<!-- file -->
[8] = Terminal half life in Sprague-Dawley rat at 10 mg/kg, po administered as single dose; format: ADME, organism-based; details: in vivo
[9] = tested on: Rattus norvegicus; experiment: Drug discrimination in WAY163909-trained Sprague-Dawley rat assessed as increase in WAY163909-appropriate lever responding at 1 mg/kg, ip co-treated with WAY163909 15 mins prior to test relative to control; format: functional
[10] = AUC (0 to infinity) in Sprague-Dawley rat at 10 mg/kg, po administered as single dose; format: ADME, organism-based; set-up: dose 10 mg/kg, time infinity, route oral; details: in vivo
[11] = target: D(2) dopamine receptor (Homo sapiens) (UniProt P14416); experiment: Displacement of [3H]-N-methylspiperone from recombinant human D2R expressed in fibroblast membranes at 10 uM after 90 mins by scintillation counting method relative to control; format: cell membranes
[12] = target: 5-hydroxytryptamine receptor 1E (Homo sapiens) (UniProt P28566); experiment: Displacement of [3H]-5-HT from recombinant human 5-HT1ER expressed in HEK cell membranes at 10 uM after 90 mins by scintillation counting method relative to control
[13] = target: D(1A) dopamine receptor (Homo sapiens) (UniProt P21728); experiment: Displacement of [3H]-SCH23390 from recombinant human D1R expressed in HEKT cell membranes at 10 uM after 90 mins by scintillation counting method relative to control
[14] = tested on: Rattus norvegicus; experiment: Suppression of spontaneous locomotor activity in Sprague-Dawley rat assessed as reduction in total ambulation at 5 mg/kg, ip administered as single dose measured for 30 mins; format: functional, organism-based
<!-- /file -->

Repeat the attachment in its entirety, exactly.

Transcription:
[8] = Terminal half life in Sprague-Dawley rat at 10 mg/kg, po administered as single dose; format: ADME, organism-based; details: in vivo
[9] = tested on: Rattus norvegicus; experiment: Drug discrimination in WAY163909-trained Sprague-Dawley rat assessed as increase in WAY163909-appropriate lever responding at 1 mg/kg, ip co-treated with WAY163909 15 mins prior to test relative to control; format: functional
[10] = AUC (0 to infinity) in Sprague-Dawley rat at 10 mg/kg, po administered as single dose; format: ADME, organism-based; set-up: dose 10 mg/kg, time infinity, route oral; details: in vivo
[11] = target: D(2) dopamine receptor (Homo sapiens) (UniProt P14416); experiment: Displacement of [3H]-N-methylspiperone from recombinant human D2R expressed in fibroblast membranes at 10 uM after 90 mins by scintillation counting method relative to control; format: cell membranes
[12] = target: 5-hydroxytryptamine receptor 1E (Homo sapiens) (UniProt P28566); experiment: Displacement of [3H]-5-HT from recombinant human 5-HT1ER expressed in HEK cell membranes at 10 uM after 90 mins by scintillation counting method relative to control
[13] = target: D(1A) dopamine receptor (Homo sapiens) (UniProt P21728); experiment: Displacement of [3H]-SCH23390 from recombinant human D1R expressed in HEKT cell membranes at 10 uM after 90 mins by scintillation counting method relative to control
[14] = tested on: Rattus norvegicus; experiment: Suppression of spontaneous locomotor activity in Sprague-Dawley rat assessed as reduction in total ambulation at 5 mg/kg, ip administered as single dose measured for 30 mins; format: functional, organism-based